Today's Zaman, Turkey
April 25 2013

by Markar Esayan

As Turkey is putting an end to its denial policy or at least going
through a significant change in this regard, it is impossible to
stick to the red lines of the old ideological mentality concerning
the 1915 forced relocation of Armenians. The democratic progress
made and reforms implemented during the last 10 years have already
produced a serious curiosity and urge for understanding about this
issue. Every sane person has asked the following question: Now that
the official version of the past is not true, how could its account
of the 1915 incidents be true? Why should we not question it?

The banishment of Armenians from their lands through massacres and
exiles in 1915 is not a problem specific to Armenians. It is one of
the main reasons why the Committee of Union and Progress (CUP) and its
supporters forced the country to join World War I so as to endanger
the entire country and make an impact on its fate. Unfortunately,
this ideological preference was inherited by the newly established
republic, paving the way for the emergence of a number of serious
problems such as the Kurdish, Alevi, Armenian and deep state issues.

The violence to which the Armenians had been subjected came to be
imposed on Kurds, non-Muslim religious minorities who chose to stay in
the country, Alevis, Muslims and all dissident groups, albeit with a
changing magnitude depending on the conjuncture. This practice helped
preserve the totalitarian nature of the regime, and democracy couldn't
flourish in this country.

Thus, people not only refrained from questioning the sins of the
pro-CUP ideology but also glorified the logic and ethics of these
sins. The tendency to cover up these sins made it possible to overthrow
a democratically elected government once every 10 years and inject
hatred and animosity into social groups. Certain segments of society
even long regarded the execution of a prime minister and two ministers
during the military coup of 1960 as a democratic achievement thanks
to this polarization.

After about a century, Turkey is now facing the sins of its past. The
prime minister has made an official apology for the massacres of
Alevis and Kurds in Dersim between 1937 and 1938. And the pressures
backed by the law on non-Muslim religious minorities are being eased.

Not everything is perfect, but there is certainly positive progress.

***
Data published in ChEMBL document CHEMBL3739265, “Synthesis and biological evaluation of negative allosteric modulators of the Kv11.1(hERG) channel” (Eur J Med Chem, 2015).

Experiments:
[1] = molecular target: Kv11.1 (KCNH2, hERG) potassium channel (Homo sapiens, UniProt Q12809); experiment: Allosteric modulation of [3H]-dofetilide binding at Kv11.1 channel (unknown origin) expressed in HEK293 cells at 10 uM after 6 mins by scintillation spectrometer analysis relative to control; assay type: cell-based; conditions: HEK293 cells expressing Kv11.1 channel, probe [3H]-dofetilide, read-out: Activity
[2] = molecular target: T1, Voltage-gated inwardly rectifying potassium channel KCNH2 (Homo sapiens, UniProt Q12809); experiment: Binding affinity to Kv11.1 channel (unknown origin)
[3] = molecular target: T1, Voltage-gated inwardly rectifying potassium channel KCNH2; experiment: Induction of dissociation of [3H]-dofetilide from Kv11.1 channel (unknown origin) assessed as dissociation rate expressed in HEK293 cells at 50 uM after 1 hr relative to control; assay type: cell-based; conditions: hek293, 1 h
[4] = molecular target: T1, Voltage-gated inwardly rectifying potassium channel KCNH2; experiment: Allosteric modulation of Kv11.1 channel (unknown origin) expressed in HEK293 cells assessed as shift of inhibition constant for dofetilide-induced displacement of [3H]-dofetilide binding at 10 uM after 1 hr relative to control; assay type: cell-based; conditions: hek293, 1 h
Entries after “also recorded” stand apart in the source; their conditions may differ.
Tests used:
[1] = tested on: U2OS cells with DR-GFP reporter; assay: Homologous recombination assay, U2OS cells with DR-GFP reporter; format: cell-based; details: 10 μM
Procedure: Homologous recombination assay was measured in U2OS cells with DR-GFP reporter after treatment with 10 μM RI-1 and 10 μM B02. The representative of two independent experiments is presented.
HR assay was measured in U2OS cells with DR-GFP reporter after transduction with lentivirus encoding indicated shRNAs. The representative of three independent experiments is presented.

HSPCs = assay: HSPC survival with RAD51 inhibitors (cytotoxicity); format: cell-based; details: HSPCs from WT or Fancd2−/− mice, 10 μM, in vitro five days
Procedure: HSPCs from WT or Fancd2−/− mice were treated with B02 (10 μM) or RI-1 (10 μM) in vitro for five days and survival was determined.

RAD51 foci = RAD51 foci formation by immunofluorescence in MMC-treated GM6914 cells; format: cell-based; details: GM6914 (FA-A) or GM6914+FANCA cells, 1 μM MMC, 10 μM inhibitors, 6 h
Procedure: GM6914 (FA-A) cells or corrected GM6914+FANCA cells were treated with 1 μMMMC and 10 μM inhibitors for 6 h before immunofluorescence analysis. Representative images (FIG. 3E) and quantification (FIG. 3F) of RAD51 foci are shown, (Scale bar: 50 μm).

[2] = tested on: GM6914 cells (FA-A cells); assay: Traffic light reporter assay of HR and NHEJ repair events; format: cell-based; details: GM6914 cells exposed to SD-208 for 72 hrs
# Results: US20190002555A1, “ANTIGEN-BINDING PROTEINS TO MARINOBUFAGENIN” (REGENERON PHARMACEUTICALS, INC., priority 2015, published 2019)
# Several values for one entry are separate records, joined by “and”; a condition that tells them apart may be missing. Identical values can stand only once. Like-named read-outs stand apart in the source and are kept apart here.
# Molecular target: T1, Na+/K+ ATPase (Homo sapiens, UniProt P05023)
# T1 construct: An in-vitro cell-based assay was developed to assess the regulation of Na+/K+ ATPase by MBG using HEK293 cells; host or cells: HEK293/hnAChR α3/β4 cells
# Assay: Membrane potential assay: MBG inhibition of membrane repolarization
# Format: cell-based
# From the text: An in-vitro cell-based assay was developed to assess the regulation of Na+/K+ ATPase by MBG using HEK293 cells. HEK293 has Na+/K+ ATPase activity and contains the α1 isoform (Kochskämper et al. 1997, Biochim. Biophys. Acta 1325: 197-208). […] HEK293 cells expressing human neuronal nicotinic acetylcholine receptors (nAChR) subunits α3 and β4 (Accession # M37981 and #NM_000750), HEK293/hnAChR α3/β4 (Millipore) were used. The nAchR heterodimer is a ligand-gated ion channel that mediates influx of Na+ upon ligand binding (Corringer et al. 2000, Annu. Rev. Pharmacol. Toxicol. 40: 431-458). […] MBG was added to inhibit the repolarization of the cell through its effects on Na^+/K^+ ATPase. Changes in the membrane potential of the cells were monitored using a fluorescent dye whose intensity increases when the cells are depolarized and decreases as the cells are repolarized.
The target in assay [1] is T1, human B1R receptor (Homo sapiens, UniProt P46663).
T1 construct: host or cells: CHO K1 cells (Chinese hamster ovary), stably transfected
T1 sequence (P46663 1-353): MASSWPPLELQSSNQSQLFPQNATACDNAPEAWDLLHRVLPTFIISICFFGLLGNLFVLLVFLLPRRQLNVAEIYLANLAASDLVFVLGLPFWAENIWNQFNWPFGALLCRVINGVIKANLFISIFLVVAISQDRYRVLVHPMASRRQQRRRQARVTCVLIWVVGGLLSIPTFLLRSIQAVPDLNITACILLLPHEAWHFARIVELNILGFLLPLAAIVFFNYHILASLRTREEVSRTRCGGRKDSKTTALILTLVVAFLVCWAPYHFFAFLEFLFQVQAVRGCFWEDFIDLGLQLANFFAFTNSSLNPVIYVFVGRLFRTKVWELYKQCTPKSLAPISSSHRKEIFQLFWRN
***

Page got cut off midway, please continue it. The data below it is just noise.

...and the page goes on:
Most importantly, the state is quickly stripping itself of the old
state's mentality. Society is becoming freer and people are starting
to ask questions and bad things do not happen to them as they seek
to find answers to these questions. This is because everyone in
this country has problems with the past. These problems signify the
injustices suffered. People realize a new order won't be permanent if
these injustices are not redressed through confrontation and remedies.

The Great Tragedy (Meds Yeghern) Armenians suffered in 1915 is part of
this story, and it is perhaps the starting point of this story. If the
confrontation with 1915 had occurred during the establishment of the
republic, i.e., if the offenders of the massacre had not been employed
in the civilian and military bureaucracy of the state, then the story
would probably be very different. Thus, a problem that is today causing
tensions for Turkey would have been settled at that time. But we would
also not be experiencing other problems stemming from this mentality.

There is also the Armenian side of the story. As a people who have
been banished from their homeland with a great trauma under whatever
pretext was found for it, Armenians have been trying to tell everyone
that they have suffered from a great injustice for the last 98 years.

Therefore, they couldn't start to mourn for their losses and they
remain stuck in 1915. But as Hrant Dink put it, this was a gross evil
done by the CUP supporters to the entire country. To get rid of this
disease, Turks need Armenians and vice versa.

I am not talking about state policies. Rather, I say, it is high time
both nations shared their common sorrows and healed each other. They
must jettison the radical tendency to see Turks as genocidal and
Armenians as anti-Turk. They must share this sorrow and exit together
from the wrong path we took at the start. I think this is the only
correct formula.